Yes, if someone violates the standard practices of PV planning, microinverters can provide such a performance improvement.Mothernaturesolar wrote:Saleem,
With Enphase M215 inverters, you'll get-
1- 20% better performance. Each inverter takes the highest amount of electricity that is available from each panel. But a DC inverter can only pull power at the rate of the slowest panel. IE, if you have 3 panels putting out 190, 195, and 200 watts, the DC inverter will only pull 190 watts from each.
In the world outside of marketing, however, one installs the same panel brand/type/size in any one string. They do that because those PV panels will be within 1% or 2% of each other. In the real world, microinverters will not provide "20% better performance" compared to a string inverter on the same array.
Yes, this "can" happen, but is not likely to for code-compliant installations. All inverters must go off line immediately when main power is disconnected (anti-islanding). So neither inverter type is 'superior' to the other in this instance.Mothernaturesolar wrote:5- Safety for your family, as the Enphase inverters shut off the electric flow from the panels to the electric main panel when the breaker is shut off, not so DC inverters. If you have a house fire, the DC panel system is always hot with dangerous high voltage DC electricity.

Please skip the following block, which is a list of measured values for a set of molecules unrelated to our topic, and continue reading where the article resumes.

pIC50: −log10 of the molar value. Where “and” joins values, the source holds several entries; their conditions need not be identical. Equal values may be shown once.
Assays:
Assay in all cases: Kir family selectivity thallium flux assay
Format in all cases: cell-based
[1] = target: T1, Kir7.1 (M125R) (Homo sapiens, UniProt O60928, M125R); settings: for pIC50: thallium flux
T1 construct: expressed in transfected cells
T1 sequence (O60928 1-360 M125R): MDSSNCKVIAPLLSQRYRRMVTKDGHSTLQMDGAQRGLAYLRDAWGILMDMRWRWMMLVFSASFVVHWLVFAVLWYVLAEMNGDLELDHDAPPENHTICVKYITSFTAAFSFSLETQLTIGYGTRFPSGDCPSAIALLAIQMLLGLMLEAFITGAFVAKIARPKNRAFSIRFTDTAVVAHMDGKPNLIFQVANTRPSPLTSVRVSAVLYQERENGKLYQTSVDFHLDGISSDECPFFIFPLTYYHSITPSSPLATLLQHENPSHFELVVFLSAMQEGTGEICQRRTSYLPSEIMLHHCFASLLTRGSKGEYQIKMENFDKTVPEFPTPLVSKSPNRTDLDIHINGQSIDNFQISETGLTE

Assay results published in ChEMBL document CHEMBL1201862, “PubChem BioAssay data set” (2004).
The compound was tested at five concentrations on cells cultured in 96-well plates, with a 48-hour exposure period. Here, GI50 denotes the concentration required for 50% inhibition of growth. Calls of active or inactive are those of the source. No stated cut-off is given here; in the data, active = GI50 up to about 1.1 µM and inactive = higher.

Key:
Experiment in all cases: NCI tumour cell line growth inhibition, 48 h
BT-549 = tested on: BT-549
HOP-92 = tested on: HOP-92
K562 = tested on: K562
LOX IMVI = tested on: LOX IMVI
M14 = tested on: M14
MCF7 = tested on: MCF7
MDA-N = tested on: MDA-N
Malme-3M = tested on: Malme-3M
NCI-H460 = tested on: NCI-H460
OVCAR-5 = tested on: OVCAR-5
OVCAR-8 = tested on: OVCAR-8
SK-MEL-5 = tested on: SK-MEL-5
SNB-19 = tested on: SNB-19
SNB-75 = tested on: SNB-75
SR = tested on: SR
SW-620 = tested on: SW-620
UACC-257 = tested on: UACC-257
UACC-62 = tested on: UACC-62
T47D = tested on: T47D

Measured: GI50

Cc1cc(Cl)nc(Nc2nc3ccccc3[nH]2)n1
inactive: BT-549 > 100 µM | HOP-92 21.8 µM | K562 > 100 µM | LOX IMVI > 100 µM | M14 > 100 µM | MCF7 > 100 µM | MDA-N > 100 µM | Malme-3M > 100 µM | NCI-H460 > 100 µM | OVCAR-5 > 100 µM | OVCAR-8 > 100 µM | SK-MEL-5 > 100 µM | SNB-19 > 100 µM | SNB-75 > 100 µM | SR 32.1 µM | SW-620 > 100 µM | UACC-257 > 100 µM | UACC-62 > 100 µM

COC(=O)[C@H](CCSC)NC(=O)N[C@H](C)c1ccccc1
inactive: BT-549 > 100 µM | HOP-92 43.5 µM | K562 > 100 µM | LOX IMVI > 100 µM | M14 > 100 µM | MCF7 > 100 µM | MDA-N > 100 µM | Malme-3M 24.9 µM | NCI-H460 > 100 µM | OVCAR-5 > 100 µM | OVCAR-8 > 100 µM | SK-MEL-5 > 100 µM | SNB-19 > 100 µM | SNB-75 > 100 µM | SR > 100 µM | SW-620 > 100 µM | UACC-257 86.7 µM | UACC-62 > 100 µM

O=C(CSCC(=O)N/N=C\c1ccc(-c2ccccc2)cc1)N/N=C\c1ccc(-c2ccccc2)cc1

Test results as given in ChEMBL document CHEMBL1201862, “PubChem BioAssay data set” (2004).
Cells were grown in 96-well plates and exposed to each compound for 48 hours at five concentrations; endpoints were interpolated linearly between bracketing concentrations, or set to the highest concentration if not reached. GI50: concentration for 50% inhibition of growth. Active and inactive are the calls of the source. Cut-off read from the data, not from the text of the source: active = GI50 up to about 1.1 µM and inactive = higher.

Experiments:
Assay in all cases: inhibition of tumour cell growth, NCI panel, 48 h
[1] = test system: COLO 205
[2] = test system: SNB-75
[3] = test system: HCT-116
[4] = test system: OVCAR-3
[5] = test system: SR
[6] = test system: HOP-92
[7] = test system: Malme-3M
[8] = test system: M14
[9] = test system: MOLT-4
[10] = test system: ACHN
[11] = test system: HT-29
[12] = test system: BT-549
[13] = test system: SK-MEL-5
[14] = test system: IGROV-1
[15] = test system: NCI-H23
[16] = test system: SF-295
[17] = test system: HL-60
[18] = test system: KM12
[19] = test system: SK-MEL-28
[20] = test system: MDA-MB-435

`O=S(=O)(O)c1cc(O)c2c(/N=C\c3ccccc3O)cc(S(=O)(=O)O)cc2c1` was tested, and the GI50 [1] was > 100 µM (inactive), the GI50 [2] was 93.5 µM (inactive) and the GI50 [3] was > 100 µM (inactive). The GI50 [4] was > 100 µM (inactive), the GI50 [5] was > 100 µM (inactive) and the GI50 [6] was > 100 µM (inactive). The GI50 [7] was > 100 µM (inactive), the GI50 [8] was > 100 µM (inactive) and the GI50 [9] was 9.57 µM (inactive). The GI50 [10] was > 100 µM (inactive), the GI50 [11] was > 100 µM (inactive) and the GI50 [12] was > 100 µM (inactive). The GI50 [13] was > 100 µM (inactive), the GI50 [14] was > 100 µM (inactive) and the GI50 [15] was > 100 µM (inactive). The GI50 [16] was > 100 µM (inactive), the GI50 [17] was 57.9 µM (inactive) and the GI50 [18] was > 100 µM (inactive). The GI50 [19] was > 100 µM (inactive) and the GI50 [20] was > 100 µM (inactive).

The PV combiner box is supposed to be near the array. There are combiners that are roof mounted (with the array) that have disconnect switches at ground level.
Either method is just as safe for families and emergency personnel.
Get a price quote that separates the panels from the balance of system and installation. You can likely get a much better price this way. Sunelec Miami has top of the line panels from about $0.60 per Watt, for example.